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The role of abdominal muscle recruitment in athletes with long-standing adductor-related groin pain

– Written by Jaap Jansen, The Netherlands



Groin injuries are very common in high intensity athletic activities, especially in sports with lots of twisting and turning, such as soccer and field hockey1. Further-more, the fact that the soccer kick requires lots of adductor muscle activity contributes to the risk of groin overload2. In general, injury duration is short and athletes can return to sports within 3 weeks3.


In most cases, groin pain is located at the inner upper thigh, but pain can also be located in the lower medial abdominal region, the symphyseal region and even the iliopsoas region4. Generally speaking, the physical examination of the groin region can be performed in a reliable manner using pain provocation tests like forceful muscle contractions and palpation of the suspected areas5. On palpation, most patients mention recognisable pain in the muscle-tendon-bone junctions of the adductor muscles. As a consequence, adductor-related groin pain is a diagnosis that is generally recognised and accepted by clinicians in sports medicine.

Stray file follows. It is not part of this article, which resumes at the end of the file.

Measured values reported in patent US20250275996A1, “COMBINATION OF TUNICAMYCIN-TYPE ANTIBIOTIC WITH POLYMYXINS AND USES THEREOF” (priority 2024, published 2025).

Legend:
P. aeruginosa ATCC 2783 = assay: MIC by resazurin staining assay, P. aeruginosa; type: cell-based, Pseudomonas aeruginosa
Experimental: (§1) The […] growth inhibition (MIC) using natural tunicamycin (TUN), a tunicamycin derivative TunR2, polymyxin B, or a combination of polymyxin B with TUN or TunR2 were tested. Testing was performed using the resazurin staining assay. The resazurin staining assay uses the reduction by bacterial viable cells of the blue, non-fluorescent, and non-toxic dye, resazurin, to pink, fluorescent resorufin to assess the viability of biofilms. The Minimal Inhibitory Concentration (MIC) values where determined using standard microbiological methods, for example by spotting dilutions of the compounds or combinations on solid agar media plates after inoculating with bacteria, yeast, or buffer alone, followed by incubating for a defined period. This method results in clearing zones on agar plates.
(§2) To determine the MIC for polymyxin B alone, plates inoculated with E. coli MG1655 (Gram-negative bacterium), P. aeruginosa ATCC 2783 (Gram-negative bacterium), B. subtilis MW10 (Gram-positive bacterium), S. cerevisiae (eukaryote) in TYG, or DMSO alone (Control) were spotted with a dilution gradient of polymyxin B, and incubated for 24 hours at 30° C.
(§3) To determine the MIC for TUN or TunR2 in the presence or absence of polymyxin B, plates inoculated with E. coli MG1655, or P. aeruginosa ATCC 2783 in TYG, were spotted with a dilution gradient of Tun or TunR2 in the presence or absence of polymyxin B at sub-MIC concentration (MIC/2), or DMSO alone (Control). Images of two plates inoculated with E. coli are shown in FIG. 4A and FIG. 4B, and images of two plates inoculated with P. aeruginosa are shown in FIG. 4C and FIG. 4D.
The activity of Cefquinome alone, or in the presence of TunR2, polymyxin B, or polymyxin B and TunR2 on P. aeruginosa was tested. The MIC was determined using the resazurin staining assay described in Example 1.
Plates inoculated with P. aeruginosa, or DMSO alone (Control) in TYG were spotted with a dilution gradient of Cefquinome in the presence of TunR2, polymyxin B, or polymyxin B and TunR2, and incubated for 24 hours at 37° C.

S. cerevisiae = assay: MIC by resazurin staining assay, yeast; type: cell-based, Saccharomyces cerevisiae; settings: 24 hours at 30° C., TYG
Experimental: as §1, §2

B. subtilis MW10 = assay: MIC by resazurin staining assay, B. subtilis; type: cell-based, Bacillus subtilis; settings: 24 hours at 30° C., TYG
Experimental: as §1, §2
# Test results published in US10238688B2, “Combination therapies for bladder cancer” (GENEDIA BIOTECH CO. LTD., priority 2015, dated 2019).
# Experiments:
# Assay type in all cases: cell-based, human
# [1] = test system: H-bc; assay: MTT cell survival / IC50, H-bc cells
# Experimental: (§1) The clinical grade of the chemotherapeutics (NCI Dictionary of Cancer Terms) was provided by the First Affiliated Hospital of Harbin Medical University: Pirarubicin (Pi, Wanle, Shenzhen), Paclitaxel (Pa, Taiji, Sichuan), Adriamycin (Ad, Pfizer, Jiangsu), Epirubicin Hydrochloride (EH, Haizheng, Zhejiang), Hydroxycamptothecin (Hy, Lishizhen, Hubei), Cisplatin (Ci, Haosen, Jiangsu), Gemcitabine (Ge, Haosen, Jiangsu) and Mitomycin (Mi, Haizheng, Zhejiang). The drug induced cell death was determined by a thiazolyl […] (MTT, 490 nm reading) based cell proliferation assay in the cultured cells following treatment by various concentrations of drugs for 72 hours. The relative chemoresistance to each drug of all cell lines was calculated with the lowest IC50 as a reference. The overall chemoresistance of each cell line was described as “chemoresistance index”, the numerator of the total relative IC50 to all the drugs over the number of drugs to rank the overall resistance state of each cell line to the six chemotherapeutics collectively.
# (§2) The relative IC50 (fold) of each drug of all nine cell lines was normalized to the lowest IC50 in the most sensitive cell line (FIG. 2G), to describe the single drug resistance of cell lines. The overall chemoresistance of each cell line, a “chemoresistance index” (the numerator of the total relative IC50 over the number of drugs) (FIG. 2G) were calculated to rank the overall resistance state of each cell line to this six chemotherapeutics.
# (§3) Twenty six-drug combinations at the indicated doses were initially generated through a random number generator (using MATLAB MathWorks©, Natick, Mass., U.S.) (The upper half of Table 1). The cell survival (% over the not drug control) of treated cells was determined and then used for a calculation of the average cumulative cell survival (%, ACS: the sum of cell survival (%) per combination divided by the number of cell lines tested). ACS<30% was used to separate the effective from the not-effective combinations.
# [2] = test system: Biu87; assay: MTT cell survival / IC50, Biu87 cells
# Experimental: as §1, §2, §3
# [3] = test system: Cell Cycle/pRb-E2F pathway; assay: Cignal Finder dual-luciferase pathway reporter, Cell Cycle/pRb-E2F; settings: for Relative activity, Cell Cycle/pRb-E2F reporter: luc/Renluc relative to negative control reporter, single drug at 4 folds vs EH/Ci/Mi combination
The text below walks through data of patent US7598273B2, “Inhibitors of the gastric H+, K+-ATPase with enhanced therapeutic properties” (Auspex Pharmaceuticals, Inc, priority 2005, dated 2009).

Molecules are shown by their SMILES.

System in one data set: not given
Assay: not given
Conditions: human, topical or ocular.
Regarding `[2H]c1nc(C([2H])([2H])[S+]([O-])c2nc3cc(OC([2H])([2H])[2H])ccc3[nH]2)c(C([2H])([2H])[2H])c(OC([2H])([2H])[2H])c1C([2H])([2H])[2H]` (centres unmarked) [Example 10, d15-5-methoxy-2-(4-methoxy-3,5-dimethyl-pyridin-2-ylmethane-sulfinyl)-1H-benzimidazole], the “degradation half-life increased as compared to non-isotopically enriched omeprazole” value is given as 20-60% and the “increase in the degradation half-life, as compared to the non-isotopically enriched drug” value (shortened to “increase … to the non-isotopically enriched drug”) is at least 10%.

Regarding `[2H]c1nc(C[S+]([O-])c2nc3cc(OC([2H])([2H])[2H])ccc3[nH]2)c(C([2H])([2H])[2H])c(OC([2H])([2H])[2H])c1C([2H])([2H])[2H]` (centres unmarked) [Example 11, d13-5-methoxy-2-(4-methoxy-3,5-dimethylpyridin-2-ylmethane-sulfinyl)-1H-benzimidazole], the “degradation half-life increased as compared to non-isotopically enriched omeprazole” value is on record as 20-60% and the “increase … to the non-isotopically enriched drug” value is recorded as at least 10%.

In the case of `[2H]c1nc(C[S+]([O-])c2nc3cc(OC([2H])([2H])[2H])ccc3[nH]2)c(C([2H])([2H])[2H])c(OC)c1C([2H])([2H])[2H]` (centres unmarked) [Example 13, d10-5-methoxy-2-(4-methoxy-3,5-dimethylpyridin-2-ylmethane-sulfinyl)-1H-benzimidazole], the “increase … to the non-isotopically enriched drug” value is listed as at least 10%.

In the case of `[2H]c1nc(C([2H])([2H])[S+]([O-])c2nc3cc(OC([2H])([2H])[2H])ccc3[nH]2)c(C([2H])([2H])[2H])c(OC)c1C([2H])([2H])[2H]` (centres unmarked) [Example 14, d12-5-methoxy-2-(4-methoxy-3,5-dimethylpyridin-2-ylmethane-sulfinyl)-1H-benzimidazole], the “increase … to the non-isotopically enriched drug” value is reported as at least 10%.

A test that is commonly used to identify subjects with adductor-related groin pain is the squeeze test: the patient lies supine on the bench with knees and hips flexed 90°, while an assessor asks the patient to squeeze both knees together6. The presence of pain is evaluated. By placing a hand held dynamometer between the knees, adduction strength can be measured as well. Interestingly, adduction strength during the squeeze test has shown to be a valid measure of problem severity in women with pregnancy-related pelvic girdle pain (PPGP)7. In addition, a test called the Active Straight Leg Raise (ASLR) has been described in both athletes with long-standing adductor-related groin pain and women with PPGP8,9. During this test, self-reported effort of lifting a leg during ASLR is evaluated with a score of 0 to 5 per leg. A score ≥1 is defined as positive and is positive in a relatively large percentage of both patient categories. This suggests that there are some similarities between athletes with longstanding adductor-related groin pain and women with PPGP.